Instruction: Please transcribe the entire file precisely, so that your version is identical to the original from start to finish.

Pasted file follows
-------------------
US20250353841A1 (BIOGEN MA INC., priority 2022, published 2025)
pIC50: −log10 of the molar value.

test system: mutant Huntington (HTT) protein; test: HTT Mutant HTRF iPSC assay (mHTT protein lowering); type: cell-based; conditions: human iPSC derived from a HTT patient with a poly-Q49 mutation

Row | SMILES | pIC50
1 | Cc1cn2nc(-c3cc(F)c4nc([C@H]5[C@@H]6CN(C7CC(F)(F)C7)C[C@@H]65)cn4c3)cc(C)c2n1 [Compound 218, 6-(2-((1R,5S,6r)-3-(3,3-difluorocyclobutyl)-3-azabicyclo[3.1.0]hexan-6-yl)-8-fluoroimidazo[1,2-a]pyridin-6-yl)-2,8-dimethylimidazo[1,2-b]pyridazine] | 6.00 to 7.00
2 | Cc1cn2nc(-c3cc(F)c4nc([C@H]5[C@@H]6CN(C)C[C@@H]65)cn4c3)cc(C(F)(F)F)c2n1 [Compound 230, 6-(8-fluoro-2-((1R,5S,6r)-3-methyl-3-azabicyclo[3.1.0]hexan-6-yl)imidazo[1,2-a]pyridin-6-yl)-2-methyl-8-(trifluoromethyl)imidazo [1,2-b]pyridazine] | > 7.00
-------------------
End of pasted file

US20250353841A1 (BIOGEN MA INC., priority 2022, published 2025)
pIC50: −log10 of the molar value.

test system: mutant Huntington (HTT) protein; test: HTT Mutant HTRF iPSC assay (mHTT protein lowering); type: cell-based; conditions: human iPSC derived from a HTT patient with a poly-Q49 mutation

Row | SMILES | pIC50
1 | Cc1cn2nc(-c3cc(F)c4nc([C@H]5[C@@H]6CN(C7CC(F)(F)C7)C[C@@H]65)cn4c3)cc(C)c2n1 [Compound 218, 6-(2-((1R,5S,6r)-3-(3,3-difluorocyclobutyl)-3-azabicyclo[3.1.0]hexan-6-yl)-8-fluoroimidazo[1,2-a]pyridin-6-yl)-2,8-dimethylimidazo[1,2-b]pyridazine] | 6.00 to 7.00
2 | Cc1cn2nc(-c3cc(F)c4nc([C@H]5[C@@H]6CN(C)C[C@@H]65)cn4c3)cc(C(F)(F)F)c2n1 [Compound 230, 6-(8-fluoro-2-((1R,5S,6r)-3-methyl-3-azabicyclo[3.1.0]hexan-6-yl)imidazo[1,2-a]pyridin-6-yl)-2-methyl-8-(trifluoromethyl)imidazo [1,2-b]pyridazine] | > 7.00